Tell Congress: Stop Dangerous Misinformation, oppose JCPA

Along with the legal and constitutional issues associated with the JCPA, the legislation could allow fringe sites and bad actors to increase the spread of misinformation, harm the public, and harm democracy.

Instead of allowing the bill to sink or swim on its own, Congressional leadership is preparing to attach the JCPA to a must-pass piece of legislation– the National Defense Authorization Act.

Tell congress: stop dangerous misinformation, oppose JCPA.

“Objective journalism is crucial to a democracy, but this legislation will promote media cartels and compel digital sites to subsidize dangerous sources of misinformation online.” – Matt Schruers, President, CCIA

 

So exactly what’s wrong with the JCPA?

  • The JCPA compels online platforms to bargain with and pay publishers.
    • Rather than funding producers of objective journalism, the JCPA can be expected to create subsidies for a large universe of online content, some of which spreads dangerous misinformation.
  • The JCPA prohibits content moderation
    • Digital services would be prohibited to use practices that are used to remove hate speech and fight misinformation online.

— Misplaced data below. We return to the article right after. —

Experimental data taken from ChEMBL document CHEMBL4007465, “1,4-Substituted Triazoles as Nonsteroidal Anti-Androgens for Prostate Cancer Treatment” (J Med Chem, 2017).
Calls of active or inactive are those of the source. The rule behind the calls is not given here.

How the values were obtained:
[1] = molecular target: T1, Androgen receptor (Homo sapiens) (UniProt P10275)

• The JCPA does little for independent journalists
    • National and international experience shows that special treatment for news publishers has done little for independent journalists and instead resulted in government-mandated negotiations controlled by large and influential publishers.
  • The JCPA is unconstitutional
    • The government cannot force a private actor to carry others’ speech. Just as the government cannot force a person or business to speak a particular message, it cannot force them to subsidize that message.

 

About CCIA:

CCIA is an international, not-for-profit trade association representing a broad cross section of communications and technology firms. For 50 years, CCIA has promoted open markets, open systems, and open networks. CCIA members employ more than 1.6 million workers, invest more than $100 billion in research and development, and contribute trillions of dollars in productivity to the global economy.